Living with CSID

Congenital Sucrase-Isomaltase Deficiency, CSID

CSID a Rare Congenital Disorder of the Small Intestine

Congenital Sucrase-Isomaltase Deficiency or CSID is a congenital disease similar to lactose intolerance, but for sucrose, a common form of sugar. The body lacks the primary enzyme in the small intestine responsible for digesting sucrose. Symptoms often overlap with many common GI disorders so it can be difficult to diagnose. Join guests, Dr. William Treem, a pediatric gastroenterologist, a CSID patient and a CSID advocate as they discuss the problem—its symptoms, diagnosis, and treatment.


The Balancing Act


Hope for Gastrointestinal Disorder

Do you or your child have ongoing gastrointestinal symptoms?

Do you or your child have ongoing gastrointestinal symptoms such as:

  • Chronic diarrhea?
  • Bloating?
  • Abdominal pain?
  • Poor physical growth, colic, diaper rash, and vomiting? (pediatric symptoms)

Although these symptoms could indicate GI disorders such as lactose intolerance or Irritable Bowel Syndrome, on rare occasions, a rare genetic disorder called Congenital Sucrase-Isomaltase Deficiency (CSID) may need to be ruled out by your physician as the potential cause of these symptoms.

What exactly is Congenital Sucrase-Isomaltase Deficiency, or CSID?

– CSID is a rare congenital disorder of the small intestine.

– Patients lack the enzymes used in the breakdown of sucrose (table sugar) into simpler forms of sugar for absorption from the intestine into the bloodstream.

– CSID is similar to lactose intolerance, but has more severe symptoms and is more difficult to diagnose.

– Because CSID shares symptoms with other common gastrointestinal disorders, it is often misdiagnosed.

– Many patients suffer for months or years before diagnosis. If you or your child have ongoing symptoms of chronic diarrhea, abdominal pain, & bloating, talk to your doctor about CSID.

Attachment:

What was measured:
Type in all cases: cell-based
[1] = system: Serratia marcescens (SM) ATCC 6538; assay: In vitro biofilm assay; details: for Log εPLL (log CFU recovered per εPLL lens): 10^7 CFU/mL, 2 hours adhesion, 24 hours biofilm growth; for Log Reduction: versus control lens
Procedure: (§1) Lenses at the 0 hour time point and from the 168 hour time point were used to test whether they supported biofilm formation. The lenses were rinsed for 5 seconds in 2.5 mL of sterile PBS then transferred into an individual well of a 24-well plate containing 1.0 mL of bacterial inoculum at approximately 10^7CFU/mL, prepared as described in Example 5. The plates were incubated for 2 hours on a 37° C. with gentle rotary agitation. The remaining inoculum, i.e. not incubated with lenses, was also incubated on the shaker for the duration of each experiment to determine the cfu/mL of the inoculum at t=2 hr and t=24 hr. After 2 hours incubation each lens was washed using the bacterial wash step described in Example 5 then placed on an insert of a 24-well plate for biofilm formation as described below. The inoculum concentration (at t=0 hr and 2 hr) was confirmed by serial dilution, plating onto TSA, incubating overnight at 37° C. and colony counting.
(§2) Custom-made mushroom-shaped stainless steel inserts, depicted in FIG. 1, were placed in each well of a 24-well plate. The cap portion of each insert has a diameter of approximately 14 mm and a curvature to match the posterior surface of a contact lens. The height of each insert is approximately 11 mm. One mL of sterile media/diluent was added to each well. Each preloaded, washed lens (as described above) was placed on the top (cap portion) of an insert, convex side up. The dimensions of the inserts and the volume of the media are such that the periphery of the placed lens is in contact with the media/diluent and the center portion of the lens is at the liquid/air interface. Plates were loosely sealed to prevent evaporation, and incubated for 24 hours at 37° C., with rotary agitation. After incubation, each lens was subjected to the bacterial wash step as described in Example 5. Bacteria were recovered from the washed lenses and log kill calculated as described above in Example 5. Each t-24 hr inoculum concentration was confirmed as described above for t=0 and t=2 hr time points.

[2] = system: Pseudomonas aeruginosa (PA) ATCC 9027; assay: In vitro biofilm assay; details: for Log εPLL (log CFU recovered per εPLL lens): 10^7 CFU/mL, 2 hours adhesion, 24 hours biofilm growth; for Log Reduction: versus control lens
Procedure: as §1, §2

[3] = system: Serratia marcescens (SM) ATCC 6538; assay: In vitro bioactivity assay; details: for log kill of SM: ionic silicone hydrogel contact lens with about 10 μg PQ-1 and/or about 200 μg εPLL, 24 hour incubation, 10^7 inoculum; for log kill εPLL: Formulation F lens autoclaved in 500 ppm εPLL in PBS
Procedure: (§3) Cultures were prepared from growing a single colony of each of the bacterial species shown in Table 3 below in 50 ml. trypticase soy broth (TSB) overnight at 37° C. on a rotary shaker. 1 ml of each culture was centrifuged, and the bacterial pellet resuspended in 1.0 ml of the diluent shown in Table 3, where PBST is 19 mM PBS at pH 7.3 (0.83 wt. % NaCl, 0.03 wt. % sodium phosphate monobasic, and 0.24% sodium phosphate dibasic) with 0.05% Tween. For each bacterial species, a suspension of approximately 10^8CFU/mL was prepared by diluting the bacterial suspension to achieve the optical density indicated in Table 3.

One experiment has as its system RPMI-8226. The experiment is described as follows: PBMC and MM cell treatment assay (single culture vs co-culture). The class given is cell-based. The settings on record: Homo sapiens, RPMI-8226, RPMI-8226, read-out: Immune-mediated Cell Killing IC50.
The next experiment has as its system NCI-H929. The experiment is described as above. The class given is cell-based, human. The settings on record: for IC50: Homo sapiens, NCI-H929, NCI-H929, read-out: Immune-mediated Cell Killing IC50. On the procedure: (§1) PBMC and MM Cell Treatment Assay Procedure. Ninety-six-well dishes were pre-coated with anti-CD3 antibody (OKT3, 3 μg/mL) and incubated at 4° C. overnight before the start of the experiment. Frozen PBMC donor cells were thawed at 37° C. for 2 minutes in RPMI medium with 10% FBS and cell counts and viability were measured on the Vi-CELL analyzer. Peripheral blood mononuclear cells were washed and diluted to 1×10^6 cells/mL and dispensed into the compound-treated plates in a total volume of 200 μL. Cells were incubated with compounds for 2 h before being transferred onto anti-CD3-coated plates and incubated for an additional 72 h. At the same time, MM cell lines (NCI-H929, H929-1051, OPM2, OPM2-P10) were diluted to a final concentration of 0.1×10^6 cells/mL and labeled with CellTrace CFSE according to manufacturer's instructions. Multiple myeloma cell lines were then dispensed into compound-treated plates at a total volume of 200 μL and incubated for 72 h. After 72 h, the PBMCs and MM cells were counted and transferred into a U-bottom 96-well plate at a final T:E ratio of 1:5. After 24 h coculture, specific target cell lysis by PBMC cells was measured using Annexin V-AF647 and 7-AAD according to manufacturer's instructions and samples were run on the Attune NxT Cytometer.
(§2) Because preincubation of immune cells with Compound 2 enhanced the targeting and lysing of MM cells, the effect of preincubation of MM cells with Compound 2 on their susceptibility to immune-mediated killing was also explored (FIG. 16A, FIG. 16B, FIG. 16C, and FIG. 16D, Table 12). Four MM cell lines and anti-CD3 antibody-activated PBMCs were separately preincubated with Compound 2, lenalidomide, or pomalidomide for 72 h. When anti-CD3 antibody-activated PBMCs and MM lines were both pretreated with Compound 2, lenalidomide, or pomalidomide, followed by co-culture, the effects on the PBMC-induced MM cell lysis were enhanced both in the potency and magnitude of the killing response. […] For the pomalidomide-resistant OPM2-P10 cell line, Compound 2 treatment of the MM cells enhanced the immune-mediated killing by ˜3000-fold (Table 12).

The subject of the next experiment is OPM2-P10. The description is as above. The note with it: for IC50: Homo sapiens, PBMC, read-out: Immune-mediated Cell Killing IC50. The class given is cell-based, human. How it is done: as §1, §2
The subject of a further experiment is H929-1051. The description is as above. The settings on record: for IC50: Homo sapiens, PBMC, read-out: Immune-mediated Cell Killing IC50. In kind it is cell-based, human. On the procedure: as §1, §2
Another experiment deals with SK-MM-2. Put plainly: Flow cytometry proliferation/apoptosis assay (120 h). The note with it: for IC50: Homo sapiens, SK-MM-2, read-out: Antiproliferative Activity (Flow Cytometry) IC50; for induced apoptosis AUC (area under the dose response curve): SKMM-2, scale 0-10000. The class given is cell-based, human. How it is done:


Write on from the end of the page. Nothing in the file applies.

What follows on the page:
There is hope for those suffering from CSID with an FDA-approved enzyme replacement therapy for the sucrose deficiency associated with CSID. Restricting starches in the diet may still may be necessary to reduce symptoms as much as possible.

Tune in on Friday, July 26, August 2 or August 30 at 7:00 am (ET/PT) as Dr. William Treem discusses symptoms, diagnosis and treatment.

For more information, please visit: http://www.qolmed.com, http://www.sucraid.net, and http://www.CSIDcares.org


The Balancing Act® Talks About Rare Disease CSID on Lifetime TV

FOR IMMEDIATE RELEASE

Media Contact:
Pam Steele-Unger
O2 Media, Inc.
pamela@o2mediainc.com
(954) 691-1102

The Balancing Act® Talks About Rare Disease CSID on Lifetime TV

Dr. William Treem, pediatric gastroenterologist, will discuss diagnosis and treatment on Upcoming Show

(Pompano Beach, FL – PR.Com/CISION July 23, 2013) Popular morning show The Balancing Act® will feature the rare disorder of Congenital Sucrase-Isomaltase Deficiency as part of the “Behind the Mystery: Rare & Genetic Diseases” series on the show airing on Friday, July 26th, at 7:00 a.m. (ET/PT) on Lifetime TV. Make sure to watch as hosts Kristi and Danielle help jump start the day with animated conversation and great information to empower a woman’s life.

Don’t miss this featured segment on The Balancing Act:

– Behind the Mystery: Rare & Genetic Disease of CSID
Hear how one mom’s unwavering intuition and determination finally brought about a diagnosis for her daughter with Congenital Sucrase-Isomaltase Deficiency, or CSID. This rare and genetic disorder of the small intestine is similar to lactose intolerance, but the intolerance is for sucrose, a common form of sugar. CSID affects a person’s ability to digest certain sugars due to absent or low levels of two digestive enzymes. Because CSID shares symptoms with other common GI disorders, it is often misdiagnosed. Shedding light on the symptoms, diagnosis, and treatment are guests, Dr. William Treem, a pediatric gastroenterologist, a 9-year old CSID patient, and a CSID patient advocate.

About The Balancing Act® on Lifetime Television
Now in its 6th year, The Balancing Act® continues to empower women in all aspects of their lives. The mission at The Balancing Act is simple – the show strives to help today’s modern woman balance it all by bringing them exceptional solutions to everyday problems. Entertaining, educational, and trusted by women, viewers can tune in to America’s premier morning show, The Balancing Act, on weekday mornings at 7:00 am (ET/PT) on Lifetime Television.

For additional information or to view a segment, visit: http://www.thebalancingact.com
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